PhD in Latin American and Caribbean Studies: On Campus & Distance-Learning
Recognised internationally as a centre of excellence for research facilitation, SAS occupies a unique position at the core of academic study of the region in the UK. Study at CLACS and you’ll be joining a long-established, welcoming community of dedicated Latin Americanist and Caribbeanist scholars. Our students are encouraged to engage with academic staff and involve themselves in the Centre’s wider activities, which include an extensive programme of Latin American and Caribbean focused events.
About your Degree
Research degrees can be undertaken on a full time (over three years or a maximum of four) or part-time (over five years or a maximum of six) basis, with entry in October or January. We also now offer a distance-learning option. You’ll initially be registered for our MPhil and will then, providing your progress has been satisfactory, be upgraded to our PhD programme. This involves the production of a thesis of up to 100,000 words. Although this is primarily an independent piece of work, you will receive research training, and our supervisors will be on hand to support and encourage you. All our graduates are awarded a University of London degree. Our research students take advantage of a varied and challenging research training programme, with general research skills training and research methodologies courses provided through the School of Advanced Study and subject-specific training through the Centre. Our supervisors will be on hand to guide you through your training options and provide tailored support.
Study with Us
When the time came to choose where I wanted to do my PhD course, I decided on CLACS because it is one of the main centres for promotion and research in humanities in the UK. The intense dynamic of the School and Senate House has enriched my research and professional career.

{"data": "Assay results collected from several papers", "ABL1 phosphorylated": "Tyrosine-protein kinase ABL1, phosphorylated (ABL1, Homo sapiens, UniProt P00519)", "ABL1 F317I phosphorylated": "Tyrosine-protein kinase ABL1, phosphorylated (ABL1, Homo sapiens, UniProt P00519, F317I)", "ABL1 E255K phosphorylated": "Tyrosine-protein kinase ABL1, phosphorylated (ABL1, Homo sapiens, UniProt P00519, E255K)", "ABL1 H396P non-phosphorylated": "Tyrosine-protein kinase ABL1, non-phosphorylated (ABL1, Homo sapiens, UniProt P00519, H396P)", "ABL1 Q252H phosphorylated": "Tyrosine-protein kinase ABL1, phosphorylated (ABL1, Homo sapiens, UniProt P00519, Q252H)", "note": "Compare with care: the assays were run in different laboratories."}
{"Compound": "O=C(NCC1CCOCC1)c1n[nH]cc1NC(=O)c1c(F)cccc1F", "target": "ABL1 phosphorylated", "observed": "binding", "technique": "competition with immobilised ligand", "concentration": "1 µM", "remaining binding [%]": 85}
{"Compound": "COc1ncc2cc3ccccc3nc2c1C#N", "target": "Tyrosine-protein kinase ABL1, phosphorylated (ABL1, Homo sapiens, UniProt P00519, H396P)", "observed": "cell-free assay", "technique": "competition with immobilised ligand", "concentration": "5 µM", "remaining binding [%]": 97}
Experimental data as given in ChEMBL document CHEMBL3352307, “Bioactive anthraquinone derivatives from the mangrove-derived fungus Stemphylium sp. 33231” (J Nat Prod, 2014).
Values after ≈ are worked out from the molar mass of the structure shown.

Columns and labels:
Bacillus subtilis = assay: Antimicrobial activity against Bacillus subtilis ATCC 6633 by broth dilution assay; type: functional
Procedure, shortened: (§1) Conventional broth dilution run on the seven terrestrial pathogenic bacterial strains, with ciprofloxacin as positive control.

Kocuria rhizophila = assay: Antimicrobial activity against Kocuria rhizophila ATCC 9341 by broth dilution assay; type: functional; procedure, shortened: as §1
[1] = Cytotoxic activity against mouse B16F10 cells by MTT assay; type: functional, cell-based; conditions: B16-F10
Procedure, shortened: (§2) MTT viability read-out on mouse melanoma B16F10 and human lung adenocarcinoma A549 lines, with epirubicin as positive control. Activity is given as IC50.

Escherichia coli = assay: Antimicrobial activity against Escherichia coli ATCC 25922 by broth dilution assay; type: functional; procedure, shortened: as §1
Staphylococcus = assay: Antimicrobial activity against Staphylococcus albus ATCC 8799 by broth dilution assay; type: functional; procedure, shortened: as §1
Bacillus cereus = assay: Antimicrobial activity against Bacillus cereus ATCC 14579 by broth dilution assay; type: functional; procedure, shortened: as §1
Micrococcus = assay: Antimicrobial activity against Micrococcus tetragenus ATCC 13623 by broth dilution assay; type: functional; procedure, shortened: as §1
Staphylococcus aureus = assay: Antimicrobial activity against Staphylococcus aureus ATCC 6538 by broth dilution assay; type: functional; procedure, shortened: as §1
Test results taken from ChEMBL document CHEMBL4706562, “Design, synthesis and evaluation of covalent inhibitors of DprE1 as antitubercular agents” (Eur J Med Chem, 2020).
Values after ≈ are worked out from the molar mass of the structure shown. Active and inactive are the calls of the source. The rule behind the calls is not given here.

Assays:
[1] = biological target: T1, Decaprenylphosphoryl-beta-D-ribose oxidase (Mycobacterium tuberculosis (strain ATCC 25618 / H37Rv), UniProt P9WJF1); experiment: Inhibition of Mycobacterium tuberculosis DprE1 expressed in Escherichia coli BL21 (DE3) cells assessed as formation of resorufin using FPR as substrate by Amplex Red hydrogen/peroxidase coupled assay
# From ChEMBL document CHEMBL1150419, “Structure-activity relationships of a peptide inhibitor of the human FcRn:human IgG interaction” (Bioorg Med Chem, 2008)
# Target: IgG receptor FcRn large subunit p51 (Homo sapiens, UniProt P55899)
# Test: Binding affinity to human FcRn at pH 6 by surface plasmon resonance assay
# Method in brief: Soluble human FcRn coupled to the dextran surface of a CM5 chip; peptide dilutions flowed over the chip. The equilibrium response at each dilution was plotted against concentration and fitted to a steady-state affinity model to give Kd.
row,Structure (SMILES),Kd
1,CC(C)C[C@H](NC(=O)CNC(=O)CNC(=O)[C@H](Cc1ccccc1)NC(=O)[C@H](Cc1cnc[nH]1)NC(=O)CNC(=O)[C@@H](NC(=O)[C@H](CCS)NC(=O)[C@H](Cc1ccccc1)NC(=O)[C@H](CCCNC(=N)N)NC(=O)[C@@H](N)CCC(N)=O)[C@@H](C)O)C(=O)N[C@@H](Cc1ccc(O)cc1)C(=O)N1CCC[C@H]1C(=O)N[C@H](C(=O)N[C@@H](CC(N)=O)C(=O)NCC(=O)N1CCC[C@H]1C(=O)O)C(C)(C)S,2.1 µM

(Current PhD student, CLACS)
The Centre offers students an unparalleled range of resources in Latin American and Caribbean Studies. The Latin American and Caribbean Studies Collection, based at Senate House Library, combines the holdings and strengths of the CLACS and SHL collections to provide more than 90,000 volumes of research-level material. CLACS also hosts initiatives focussed on promoting interdisciplinary and comparative work on the Caribbean Region. We encourage PhD applications in this area.
As part of the School of Advanced Study (SAS), University of London, CLACS students benefit from a collaborative, interdisciplinary research environment, as well as a wide range of funding opportunities, including AHRC-sponsored London Arts and Humanities Partnership (LAHP) studentships.
SAS is the UK’s national research hub and the Centre is part of the Institute of Languages, Cultures and Societies (ILCS), one of eight SAS member Institutes. CLACS also enjoys close links with staff at other School Institutes, including the Institute of Commonwealth Studies, the Institute of Historical Research, the Institute of Advanced Legal Studies, and the Warburg Institute. Cross-institute supervision and collaboration is actively encouraged making us an ideal location for interdisciplinary research.
CLACS is located in iconic Senate House, in the heart of Bloomsbury. Its central London location ensures students are able to enjoy the wider benefits of the city, with both the British Museum and British Library within walking distance.
As part of the University of London, CLACS students join a wider community of over 170,000 students. They are encouraged to participate in the wider activities of the university and are able to use the libraries of other colleges. All CLACS graduates receive a University of London degree.
CLACS now offers students with an appropriate topic and level of local resource support, the opportunity to undertake their research degree by distance learning. This option is available to UK, EU and international students on the same basis as our campus-based PhD programmes (three years full time, up to six years part time). Fees are the same as for our on-campus PhD programmes.
These students will study at their own location and may be able to undertake formal examination remotely, such as upgrade and the viva oral examination. Students will maintain regular contact with supervisors via video conferencing. They will need to demonstrate that they have the appropriate local resources, IT equipment and infrastructure before they can commence study.